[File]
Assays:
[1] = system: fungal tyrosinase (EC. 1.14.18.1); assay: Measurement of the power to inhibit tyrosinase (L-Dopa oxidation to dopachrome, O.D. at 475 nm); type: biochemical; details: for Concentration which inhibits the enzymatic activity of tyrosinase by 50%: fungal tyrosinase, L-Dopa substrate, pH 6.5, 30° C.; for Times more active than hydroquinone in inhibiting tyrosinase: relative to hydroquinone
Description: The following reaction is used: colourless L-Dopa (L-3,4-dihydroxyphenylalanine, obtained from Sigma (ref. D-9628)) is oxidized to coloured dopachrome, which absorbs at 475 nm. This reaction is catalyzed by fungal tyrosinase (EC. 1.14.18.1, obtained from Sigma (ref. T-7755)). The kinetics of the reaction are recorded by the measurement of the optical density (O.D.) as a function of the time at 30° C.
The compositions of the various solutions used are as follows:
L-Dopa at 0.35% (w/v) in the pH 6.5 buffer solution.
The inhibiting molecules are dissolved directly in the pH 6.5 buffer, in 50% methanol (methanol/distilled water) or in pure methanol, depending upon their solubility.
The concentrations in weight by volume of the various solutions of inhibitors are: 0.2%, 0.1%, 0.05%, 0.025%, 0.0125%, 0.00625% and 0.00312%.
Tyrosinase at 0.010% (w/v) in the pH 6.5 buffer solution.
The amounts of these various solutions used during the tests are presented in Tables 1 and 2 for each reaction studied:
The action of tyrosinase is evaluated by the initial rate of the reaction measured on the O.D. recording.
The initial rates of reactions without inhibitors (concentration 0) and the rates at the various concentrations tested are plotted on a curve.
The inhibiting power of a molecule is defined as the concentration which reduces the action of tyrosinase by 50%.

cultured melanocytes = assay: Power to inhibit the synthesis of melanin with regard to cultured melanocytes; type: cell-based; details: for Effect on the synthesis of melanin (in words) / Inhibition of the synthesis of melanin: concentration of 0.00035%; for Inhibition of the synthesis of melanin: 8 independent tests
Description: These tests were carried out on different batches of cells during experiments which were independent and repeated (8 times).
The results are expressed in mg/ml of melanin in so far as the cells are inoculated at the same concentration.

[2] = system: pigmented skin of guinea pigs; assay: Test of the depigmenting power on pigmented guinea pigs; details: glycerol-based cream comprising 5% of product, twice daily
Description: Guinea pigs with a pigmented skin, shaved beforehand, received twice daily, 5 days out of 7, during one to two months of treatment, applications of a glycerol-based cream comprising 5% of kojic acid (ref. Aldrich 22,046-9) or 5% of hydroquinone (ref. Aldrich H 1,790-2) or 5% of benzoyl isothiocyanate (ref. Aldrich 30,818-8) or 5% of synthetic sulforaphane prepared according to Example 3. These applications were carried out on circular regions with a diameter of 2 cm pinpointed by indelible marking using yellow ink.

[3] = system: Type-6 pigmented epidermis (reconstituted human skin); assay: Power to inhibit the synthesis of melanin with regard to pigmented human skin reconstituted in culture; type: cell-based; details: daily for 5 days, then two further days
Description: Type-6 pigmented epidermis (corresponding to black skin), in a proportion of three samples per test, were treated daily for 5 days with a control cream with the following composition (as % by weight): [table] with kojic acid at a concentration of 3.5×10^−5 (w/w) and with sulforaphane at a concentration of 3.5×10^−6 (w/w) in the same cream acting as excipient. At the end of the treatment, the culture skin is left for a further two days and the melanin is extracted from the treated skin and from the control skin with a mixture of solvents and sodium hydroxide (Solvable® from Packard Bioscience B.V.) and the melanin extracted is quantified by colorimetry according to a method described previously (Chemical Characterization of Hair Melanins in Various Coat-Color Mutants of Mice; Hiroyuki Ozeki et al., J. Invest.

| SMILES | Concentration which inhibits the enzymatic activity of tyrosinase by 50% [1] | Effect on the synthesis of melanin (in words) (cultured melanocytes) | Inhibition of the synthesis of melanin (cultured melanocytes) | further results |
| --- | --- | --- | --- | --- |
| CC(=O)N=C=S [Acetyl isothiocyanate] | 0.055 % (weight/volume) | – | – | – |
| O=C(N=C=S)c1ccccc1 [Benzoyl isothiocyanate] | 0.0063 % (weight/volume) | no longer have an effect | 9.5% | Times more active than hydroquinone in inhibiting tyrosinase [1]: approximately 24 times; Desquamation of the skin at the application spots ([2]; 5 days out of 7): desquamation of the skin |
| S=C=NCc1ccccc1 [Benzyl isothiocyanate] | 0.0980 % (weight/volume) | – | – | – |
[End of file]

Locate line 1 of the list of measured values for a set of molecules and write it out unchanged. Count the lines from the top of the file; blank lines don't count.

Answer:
Assays: